Lastly, the mannerisms of Far North Canadians are the same. Johnny wrote that the people of the Far North “sized a man up very quickly.” It seemed as though they placed a man into one of two categories. First, there was the casual visitor, to whom they were always very gracious; but that’s as far as it went. Then there was another category, but not many people made this higher grade. Yet Charlie Gillham certainly did, with everybody he met all over the Far North. Charlie was invited to go on trips where no one else could ‘buy in.’” This grading system still exists, and yet another ambassador for the USFWS, Fred Roetker, makes this “higher grade.” For the reader who follows my blogs and has read last year’s “Perfect,” you may remember that at that time Fred was seriously considering retirement. Well, this year is THE year. I cannot rewrite another “Perfect,” and I don’t want to. If you haven’t read it, you should.

I will instead, offer the biggest compliment a 30-year-old waterfowl biologist with an extreme passion for waterfowl can give to a man who’s been flying the bush for over 30 years. In that, every time I’ve witnessed Fred interact with the people of the Far North, especially other bush pilots, I witnessed them grading Fred and instantly placing him among the few of “higher grade.” I currently and will forever relive memories of Fred Roetker when rereading accounts of Charlie Gillham. They are synonymous in my mind.

There ya go buddy, enjoy your retirement! It has been an absolute pleasure to fly the last three BPOP Surveys with you! Like a buddy we share once noted at duck banding camp, “they don’t make Freds anymore.”

Two men of "Higher Grade".  USFWS Pilot Biologist, Fred Roetker and Fort Chipewyan's finest, Jumbo Fraser, celebrating their ~40 years of friendship, forged by an appreciation of waterfowl and the Far North. Photo Credit: Steve Olson, USFWS.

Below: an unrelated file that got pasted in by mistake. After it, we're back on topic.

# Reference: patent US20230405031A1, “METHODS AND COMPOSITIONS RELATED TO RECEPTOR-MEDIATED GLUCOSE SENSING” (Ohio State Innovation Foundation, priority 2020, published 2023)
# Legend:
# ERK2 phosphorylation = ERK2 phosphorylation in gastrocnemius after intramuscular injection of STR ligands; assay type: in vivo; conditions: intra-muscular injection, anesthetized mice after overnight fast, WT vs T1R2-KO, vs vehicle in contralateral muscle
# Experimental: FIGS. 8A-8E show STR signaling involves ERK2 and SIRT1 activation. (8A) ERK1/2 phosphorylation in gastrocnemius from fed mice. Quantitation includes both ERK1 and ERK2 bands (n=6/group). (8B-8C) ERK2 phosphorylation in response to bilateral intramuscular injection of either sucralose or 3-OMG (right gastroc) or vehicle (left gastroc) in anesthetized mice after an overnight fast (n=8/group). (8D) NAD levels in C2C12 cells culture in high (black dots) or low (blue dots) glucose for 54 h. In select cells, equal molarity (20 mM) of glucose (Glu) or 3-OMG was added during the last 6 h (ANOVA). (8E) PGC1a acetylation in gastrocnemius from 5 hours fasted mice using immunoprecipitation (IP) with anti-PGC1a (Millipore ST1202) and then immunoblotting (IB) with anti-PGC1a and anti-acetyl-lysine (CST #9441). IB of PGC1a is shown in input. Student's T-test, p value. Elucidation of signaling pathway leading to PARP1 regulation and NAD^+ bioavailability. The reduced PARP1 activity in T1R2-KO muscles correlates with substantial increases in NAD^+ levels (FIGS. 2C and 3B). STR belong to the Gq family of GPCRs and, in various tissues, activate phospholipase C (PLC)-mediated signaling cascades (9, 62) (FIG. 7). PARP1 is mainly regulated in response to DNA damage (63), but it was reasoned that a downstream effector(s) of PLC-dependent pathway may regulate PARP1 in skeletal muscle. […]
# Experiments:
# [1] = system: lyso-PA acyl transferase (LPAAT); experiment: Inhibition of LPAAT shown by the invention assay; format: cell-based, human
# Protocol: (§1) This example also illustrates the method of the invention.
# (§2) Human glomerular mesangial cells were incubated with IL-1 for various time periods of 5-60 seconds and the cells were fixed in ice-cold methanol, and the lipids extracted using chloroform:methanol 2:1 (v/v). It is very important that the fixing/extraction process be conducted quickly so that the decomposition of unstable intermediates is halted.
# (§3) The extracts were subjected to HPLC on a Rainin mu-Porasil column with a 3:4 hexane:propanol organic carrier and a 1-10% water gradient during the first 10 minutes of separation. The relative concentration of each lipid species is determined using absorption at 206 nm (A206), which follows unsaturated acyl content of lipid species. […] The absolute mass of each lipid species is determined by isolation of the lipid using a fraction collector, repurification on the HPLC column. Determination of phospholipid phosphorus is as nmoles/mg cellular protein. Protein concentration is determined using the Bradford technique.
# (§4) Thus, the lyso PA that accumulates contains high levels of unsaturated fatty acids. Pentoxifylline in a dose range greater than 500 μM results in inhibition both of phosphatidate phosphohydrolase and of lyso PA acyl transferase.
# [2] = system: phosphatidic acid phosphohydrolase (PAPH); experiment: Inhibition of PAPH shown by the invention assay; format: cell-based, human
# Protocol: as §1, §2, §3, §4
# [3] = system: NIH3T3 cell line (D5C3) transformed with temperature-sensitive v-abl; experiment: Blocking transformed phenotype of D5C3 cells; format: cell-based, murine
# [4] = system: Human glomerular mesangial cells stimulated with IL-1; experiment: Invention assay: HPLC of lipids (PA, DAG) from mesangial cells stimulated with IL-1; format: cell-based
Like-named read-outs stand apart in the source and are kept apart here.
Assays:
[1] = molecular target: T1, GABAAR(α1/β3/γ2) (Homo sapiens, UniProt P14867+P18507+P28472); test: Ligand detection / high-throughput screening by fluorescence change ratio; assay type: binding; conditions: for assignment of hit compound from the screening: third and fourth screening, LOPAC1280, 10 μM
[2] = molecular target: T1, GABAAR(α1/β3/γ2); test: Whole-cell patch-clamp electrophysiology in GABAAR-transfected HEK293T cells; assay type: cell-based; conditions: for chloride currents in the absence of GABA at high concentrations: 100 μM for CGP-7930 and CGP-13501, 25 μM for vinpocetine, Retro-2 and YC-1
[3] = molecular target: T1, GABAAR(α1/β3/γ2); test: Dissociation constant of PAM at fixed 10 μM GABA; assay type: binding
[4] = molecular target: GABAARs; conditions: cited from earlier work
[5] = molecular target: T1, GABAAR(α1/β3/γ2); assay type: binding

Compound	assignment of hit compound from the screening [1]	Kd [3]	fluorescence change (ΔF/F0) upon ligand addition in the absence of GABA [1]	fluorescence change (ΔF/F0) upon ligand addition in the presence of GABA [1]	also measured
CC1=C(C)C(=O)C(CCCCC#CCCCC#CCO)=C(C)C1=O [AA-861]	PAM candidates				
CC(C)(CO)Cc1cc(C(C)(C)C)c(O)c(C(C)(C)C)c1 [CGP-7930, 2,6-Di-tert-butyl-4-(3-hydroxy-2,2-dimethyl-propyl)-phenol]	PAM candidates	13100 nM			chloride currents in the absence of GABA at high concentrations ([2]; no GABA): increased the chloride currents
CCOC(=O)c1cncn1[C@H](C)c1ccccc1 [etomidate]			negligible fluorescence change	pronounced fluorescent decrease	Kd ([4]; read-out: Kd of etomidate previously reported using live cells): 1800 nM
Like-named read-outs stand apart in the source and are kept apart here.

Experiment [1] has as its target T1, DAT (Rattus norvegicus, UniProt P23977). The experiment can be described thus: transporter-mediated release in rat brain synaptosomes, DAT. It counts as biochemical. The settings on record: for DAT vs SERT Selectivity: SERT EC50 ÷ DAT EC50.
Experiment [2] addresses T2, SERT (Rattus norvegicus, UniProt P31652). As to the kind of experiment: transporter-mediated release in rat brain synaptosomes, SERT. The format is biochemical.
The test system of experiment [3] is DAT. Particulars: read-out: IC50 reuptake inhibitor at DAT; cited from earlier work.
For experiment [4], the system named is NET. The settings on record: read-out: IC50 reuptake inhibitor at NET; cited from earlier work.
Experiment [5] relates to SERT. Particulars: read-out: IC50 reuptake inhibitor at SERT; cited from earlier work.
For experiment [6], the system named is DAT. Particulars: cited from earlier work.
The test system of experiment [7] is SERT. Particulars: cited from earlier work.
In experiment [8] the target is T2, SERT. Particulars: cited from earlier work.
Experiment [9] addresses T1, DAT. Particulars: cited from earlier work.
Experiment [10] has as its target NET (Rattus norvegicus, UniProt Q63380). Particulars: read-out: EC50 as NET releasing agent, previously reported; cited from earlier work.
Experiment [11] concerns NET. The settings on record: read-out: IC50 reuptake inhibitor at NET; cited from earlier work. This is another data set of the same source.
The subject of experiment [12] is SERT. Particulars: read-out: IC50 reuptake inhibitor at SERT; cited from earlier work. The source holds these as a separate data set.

Two men of "Higher Grade". USFWS Pilot Biologist, Fred Roetker and Fort Chipewyan's finest, Jumbo Fraser, celebrating their ~40 years of friendship, forged by an appreciation of waterfowl and the Far North. Photo Credit: Steve Olson, USFWS.

Flying over the Richardson Mountains, and retracing the routes of pioneering waterfowl biologists of the 1940's. Photo Credit: Steve Olson, USFWS.

Flying over the Richardson Mountains, and retracing the routes of pioneering waterfowl biologists of the 1940's. Photo Credit: Steve Olson, USFWS.

Peel River, NT, before the confluence with the mighty Mackenzie River. Photo Credit: Steve Olson, USFWS.

Peel River, NT, before the confluence with the mighty Mackenzie River. Photo Credit: Steve Olson, USFWS.

Evening along the Mackenzie River Delta, with the Richardson Mountains in the background.  The sun actually will not set at this latitude, but it is indeed "evening". Photo Credit: Steve Olson, USFWS.

Evening along the Mackenzie River Delta, with the Richardson Mountains in the background. The sun actually will not set at this latitude, but it is indeed "evening". Photo Credit: Steve Olson, USFWS.

After flying over 30 years in the bush, this was USFWS Pilot Biologist, Fred Roetker's final day, and final pit-stop. Photo Credit: Steve Olson, USFWS.

After flying over 30 years in the bush, this was USFWS Pilot Biologist, Fred Roetker's final day, and final pit-stop. Photo Credit: Steve Olson, USFWS.